The Hollywood Reporter The Hollywood Reporter The Gold Rush

« Big dance number | Main | Winslet wins on sixth try »

February 22, 2009

A tuneful In Memoriam


If the attending stars at the Kodak Theatre are clapping after some of the images appear during the "In Memoriam" segment that's happening now, it's not possible to hear them on the live telecast.

That was the whole point of having a song accompany this bit, with first-time Oscar producers Larry Mark and Bill Condon talking in the last few weeks about how much they didn't like those outbursts, however heartfelt. They made the "people we lost" segment into a popularity contest, the producers had said.

Insert Queen Latifah singing a lovely rendition of "I'll Be Seeing You" and, check it out, problem solved!

Not so here at Regular Joe Central, where nobody got that memo. The hoots and hollers were nearly deafening at times, but hey, we did lose Paul Newman.


TrackBack URL for this entry:

Listed below are links to weblogs that reference A tuneful In Memoriam :


The comments to this entry are closed.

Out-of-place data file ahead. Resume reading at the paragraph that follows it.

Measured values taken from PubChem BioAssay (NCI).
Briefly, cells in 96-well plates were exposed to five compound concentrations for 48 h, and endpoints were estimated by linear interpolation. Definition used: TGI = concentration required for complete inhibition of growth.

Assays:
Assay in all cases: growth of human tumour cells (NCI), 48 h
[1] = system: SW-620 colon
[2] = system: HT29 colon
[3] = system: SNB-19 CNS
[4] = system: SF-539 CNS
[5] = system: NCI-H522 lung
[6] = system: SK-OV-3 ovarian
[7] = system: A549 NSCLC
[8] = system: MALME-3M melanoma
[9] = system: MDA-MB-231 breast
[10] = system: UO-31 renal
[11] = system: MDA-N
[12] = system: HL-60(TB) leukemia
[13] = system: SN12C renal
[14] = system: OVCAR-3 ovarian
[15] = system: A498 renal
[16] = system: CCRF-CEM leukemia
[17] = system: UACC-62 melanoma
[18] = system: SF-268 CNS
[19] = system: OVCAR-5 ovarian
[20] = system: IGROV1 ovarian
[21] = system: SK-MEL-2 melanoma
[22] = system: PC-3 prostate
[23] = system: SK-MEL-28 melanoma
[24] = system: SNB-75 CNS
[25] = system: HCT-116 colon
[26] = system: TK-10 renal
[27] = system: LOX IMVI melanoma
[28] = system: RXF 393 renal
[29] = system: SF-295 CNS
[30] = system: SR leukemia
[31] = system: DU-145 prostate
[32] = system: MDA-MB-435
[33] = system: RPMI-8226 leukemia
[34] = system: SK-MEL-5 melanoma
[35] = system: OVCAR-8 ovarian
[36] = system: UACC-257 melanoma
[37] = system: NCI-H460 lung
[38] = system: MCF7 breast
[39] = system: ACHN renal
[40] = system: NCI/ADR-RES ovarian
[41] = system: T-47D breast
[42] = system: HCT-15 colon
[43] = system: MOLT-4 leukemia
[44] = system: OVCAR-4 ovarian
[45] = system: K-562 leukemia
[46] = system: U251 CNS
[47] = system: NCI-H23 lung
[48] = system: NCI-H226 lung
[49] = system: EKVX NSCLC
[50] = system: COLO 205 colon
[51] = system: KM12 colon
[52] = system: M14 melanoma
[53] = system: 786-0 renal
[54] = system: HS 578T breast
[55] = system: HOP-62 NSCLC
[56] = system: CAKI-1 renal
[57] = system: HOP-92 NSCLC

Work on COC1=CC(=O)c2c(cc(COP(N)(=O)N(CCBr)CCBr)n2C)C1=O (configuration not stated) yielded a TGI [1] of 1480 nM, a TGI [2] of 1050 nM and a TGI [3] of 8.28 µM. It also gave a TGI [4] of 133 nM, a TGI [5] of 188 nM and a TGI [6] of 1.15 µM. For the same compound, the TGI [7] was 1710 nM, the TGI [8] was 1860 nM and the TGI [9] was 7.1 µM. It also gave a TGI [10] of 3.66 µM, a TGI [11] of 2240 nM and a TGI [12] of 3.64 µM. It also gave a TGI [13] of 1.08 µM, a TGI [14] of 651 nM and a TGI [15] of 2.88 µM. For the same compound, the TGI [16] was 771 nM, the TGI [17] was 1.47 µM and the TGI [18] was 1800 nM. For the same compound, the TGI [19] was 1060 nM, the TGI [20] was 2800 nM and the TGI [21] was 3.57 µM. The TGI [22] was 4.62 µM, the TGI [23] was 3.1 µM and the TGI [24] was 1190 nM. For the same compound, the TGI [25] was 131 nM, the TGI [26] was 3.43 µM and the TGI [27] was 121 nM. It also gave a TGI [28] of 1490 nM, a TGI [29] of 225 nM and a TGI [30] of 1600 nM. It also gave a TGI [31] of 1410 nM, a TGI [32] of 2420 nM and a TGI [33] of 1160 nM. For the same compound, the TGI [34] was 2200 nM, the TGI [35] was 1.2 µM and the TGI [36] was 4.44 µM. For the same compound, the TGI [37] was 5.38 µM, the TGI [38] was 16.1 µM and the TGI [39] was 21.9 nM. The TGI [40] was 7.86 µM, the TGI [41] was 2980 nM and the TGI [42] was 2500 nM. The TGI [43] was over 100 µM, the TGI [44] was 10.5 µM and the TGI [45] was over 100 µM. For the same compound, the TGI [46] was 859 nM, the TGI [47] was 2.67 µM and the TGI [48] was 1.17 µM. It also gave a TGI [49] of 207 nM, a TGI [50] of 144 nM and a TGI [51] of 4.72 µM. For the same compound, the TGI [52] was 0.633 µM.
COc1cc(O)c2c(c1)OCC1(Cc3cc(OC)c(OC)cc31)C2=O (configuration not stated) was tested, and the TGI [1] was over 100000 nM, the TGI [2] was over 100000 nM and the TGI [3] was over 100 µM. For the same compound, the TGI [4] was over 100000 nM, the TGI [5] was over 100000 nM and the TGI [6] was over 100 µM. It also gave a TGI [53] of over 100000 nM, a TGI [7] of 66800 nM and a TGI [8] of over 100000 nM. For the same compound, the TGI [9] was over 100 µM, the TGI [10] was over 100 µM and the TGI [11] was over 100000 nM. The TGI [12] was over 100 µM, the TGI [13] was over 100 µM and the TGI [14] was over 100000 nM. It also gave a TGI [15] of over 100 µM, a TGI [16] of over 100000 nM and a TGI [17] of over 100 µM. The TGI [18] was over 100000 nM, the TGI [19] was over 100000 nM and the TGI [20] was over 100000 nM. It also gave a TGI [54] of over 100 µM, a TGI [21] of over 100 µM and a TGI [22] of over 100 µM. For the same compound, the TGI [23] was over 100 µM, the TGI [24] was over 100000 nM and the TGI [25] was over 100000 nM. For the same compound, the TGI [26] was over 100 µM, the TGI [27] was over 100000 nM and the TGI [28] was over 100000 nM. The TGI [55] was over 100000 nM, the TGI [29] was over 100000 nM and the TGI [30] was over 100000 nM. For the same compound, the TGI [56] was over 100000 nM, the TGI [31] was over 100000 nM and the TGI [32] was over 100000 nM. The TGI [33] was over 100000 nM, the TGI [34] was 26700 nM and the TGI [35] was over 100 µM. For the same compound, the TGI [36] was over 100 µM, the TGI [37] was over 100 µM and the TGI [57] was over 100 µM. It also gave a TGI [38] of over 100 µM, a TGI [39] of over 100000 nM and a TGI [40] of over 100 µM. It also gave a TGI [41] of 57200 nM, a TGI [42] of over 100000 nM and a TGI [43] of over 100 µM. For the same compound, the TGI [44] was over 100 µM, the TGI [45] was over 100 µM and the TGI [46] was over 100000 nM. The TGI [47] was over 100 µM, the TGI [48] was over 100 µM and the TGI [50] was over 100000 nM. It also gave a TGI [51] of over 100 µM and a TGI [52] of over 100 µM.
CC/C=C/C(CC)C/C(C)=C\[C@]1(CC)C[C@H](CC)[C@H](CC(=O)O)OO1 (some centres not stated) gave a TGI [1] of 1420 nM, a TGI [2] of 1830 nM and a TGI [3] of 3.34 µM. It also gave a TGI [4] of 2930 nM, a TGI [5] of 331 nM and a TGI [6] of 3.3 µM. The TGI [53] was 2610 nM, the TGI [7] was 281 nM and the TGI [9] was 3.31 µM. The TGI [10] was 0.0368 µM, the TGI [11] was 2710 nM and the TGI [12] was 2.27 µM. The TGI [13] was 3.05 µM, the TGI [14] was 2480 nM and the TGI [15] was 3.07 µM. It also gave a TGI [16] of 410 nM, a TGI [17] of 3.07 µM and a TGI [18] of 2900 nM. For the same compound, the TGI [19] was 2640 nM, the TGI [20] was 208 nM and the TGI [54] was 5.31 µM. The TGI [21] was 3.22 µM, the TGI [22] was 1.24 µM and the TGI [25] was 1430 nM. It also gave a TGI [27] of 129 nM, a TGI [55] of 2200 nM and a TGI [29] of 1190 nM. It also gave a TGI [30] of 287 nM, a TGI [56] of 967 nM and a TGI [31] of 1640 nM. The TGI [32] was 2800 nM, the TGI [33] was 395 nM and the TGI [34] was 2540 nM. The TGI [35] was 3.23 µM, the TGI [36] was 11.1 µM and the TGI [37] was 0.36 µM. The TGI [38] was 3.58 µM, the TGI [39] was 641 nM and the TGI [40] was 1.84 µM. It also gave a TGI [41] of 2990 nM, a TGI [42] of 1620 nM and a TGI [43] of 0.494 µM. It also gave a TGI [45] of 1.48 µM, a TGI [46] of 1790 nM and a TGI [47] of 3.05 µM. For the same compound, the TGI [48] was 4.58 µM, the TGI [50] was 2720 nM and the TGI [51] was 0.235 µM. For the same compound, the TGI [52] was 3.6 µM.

About this blog

Oscar Contenders

  • So "The Dark Knight" didn't make it into the final five after all, never mind that critical and popular support. Let's just call the comic-inspired mega-hit "The Biggest Snubee."

    Here are the best picture contenders in a race that, two weeks away from the Oscars, seems to be a foregone conclusion ("Slumdog") unless there's a come-from-behind possibility ("The Reader" anyone?)

    "The Curious Case of Benjamin Button," with Brad Pitt and Cate Blanchett; the politically timely "Milk;" rags-to-riches fairy tale, "Slumdog Millionaire," Holocaust best-seller-based drama "The Reader," and Watergate-era biopic "Frost/Nixon."

    Could "Button" and "Slumdog" split the vote, allowing another film to take the prize? Doesn't seem likely. After having clung to "Button" for months as what we thought would be the Academy voters' top vhoice, our money's now on "Slumdog." Momentum can't be ignored.

    Watch this blog for updates, ephemera and all manner of postulating.

Picture this

  • Mmmmm, chocolate Oscar. Not every star will walk away from the 81st annual Academy Awards with a trophy, but if they hit the high-profile Governor's Ball they can have pastry chef Sherry Yard's gold-dusted candy version. Also on the menu from celeb chef Wolfgang Puck is tuna tartare in sesame miso cones, chopped Chino Farms vegetable salad with ginger soy vinaigrette, Maine lobster and caviar. Serve it up! (Getty Images)

© 2010 The Hollywood Reporter. All rights reserved. Terms Of Use and Privacy Policy.